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Monday 25 July, 2011

The Guard

Runtime: 96 mins | Director: John Michael McDonagh

Review By Delme Stephenson 

Director/writer John Michael McDonagh has crafted a surprisingly unique black comedy that achieves the rarest of things - it actually makes you laugh. The film has a notable cast, but its Brendan Gleeson performance that undoubtedly holds everything together. It’s not flawless, but it’s easily one of the better comedies of the year. 

'The Guard' will be inevitably compared with ‘In Bruges’ as they both share similar dark comic tones and great turns from Gleeson amongst others. Interestingly enough the directors of the above mentioned films are also brothers, with Martin McDonagh the director of 'In Bruges' also executive producing this project. 'In Bruges' was a brillantly realised project, so any comparisons made between the two are entirely favourable. Although ‘The Guard’ marks its own territory, it isn’t as blisteringly impressive as ‘In Bruges’ and does suffer from a few shortcomings. On the whole it is a noteworthy, if not an entirely memorable success.    

The film is about Police Sergeant Gerry Boyle (Brendan Gleeson) a small-town cop who works and lives in the Connemara region in the west coast of Ireland. Boyle has a very unorthodox approach to his work and a darkly humorous outlook on life. He’s the type of cop that doesn’t mind experimenting with drugs and has a soft spot for hookers.  However Boyle’s dubious moral code is soon tested when austere FBI agent Wendell Everett (Don Cheadle) appears on the scene and needs his help in busting an international cocaine-smuggling ring run by Sheehy (Liam Cunningham) and Cornell (Mark Strong). If this wasn’t enough Boyle also has to deal with his dying mother (Fionnula Flanaga), the disappearance of an overtly enthusiastic police partner and the signs of a serial killer.        

‘The Guard’ is a cleverly conceived film, McDonagh’s script sparkles with wit and humour, but it is Gleeson that carries the film over the finishing line, with a ‘tour de force’ performance. McDonagh makes the audience cheerfully aware that his story is primarily playing on the Hollywood ‘buddy cop’ film while also paying homage to the ‘Western’. However the film works best as a character study simply because McDonagh and Gleeson have made Sergeant Gerry Boyle someone of interest. In essence Boyle is a man of honour and intelligence, but also a man who is always saying the wrong things at the wrong time. It soon becomes clear that Boyle’s virtues are hidden behind a partition of cynicism, melancholy and perhaps even anger. It’s wonderful how Gleeson manages to channel the inner workings of a character who often appears inept, comical and crass. It is for this reason that Don Cheadle’s FBI character is the perfect foil for Boyle, with the two sparring and bickering perfectly. Unfortunately their relationship doesn’t work on the same level as say of those of Nolte and Murphy in’48 Hrs.’ or Gibson and Glover in ‘Lethal Weapon’. The most interesting relationship is not between Boyle and Everett but between Boyle and his dying mother. It is the one relationship in the film that seems not only to convey genuine emotion but also reveals the true heart of our protagonist.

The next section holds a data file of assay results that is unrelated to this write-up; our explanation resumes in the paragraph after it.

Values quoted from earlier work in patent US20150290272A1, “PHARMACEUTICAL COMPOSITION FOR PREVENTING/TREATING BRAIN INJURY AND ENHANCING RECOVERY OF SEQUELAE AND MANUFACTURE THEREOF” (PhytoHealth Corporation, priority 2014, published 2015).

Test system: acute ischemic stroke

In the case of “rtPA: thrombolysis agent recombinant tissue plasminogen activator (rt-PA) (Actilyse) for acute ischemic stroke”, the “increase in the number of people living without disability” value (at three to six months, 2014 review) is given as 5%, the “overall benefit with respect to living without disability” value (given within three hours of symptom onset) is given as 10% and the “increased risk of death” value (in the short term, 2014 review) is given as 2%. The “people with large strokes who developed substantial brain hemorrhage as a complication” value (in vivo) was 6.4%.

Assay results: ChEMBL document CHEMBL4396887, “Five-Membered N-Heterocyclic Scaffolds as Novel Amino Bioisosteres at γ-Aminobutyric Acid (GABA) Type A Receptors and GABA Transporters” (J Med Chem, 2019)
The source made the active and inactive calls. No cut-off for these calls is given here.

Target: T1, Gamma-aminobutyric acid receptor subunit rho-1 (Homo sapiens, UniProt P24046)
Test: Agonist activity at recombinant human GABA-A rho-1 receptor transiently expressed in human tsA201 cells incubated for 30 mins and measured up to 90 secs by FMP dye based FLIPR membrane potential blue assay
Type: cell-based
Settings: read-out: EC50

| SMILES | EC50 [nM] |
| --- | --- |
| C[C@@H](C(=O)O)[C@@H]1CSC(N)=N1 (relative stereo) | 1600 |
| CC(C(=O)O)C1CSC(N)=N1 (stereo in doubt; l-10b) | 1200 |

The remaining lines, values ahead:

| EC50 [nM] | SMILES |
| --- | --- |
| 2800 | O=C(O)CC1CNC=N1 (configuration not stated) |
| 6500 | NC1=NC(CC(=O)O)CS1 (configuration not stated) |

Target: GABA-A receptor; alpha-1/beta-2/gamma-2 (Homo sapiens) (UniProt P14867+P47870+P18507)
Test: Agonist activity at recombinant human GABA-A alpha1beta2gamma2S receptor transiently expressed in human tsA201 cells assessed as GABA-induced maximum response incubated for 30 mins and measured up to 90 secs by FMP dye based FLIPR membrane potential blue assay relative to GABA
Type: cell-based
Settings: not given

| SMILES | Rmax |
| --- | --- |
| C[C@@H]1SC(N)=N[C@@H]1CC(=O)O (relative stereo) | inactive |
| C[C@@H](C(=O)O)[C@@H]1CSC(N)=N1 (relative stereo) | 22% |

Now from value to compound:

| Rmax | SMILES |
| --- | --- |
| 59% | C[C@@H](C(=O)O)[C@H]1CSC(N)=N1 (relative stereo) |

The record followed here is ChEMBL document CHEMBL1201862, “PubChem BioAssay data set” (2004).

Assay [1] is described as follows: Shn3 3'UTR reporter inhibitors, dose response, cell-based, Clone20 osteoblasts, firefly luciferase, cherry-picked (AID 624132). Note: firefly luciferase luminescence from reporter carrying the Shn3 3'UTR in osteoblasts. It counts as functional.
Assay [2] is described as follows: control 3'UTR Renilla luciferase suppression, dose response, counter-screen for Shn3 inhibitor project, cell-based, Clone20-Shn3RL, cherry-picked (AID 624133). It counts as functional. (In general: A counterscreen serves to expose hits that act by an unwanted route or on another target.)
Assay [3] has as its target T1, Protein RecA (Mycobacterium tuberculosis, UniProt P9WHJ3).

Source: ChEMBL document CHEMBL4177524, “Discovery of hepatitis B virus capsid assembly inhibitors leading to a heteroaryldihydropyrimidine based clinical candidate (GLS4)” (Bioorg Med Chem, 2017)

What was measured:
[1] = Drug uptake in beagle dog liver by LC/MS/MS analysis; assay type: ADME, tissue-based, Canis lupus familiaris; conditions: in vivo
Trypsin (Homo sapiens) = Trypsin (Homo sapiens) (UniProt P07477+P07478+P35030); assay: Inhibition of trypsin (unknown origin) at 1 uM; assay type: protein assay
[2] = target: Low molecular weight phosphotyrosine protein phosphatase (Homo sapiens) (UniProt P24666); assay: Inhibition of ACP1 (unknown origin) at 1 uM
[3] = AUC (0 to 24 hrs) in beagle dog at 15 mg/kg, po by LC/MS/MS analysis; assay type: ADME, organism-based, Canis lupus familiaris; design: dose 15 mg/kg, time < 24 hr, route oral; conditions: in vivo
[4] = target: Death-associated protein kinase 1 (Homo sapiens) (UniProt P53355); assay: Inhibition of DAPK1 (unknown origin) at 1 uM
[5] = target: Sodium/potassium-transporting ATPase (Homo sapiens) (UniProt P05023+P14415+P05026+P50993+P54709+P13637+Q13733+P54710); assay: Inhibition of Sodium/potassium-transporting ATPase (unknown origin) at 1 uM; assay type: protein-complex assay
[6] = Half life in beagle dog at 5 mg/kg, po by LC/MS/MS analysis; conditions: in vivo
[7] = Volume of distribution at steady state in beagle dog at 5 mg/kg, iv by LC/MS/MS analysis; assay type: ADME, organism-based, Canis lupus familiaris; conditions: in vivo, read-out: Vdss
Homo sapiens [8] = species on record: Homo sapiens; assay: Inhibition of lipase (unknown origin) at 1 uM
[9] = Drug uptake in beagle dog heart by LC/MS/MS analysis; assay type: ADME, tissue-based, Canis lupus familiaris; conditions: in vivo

The film does waste some of its talented cast members. Mark Strong and Liam Cunningham as the villains of the piece are criminally underused and underdeveloped. However both are more than capable of fleshing out their parts. Mark Strong in particular has a wonderful scene where he explains to two corrupt police officers the principles of a bribe.        

‘The Guard’ doesn’t have the financial muscle of many other comedies released this year but it is a genuinely funny black comedy. It’s not a game-changer, but as a comedy it certainly hits the spot.     


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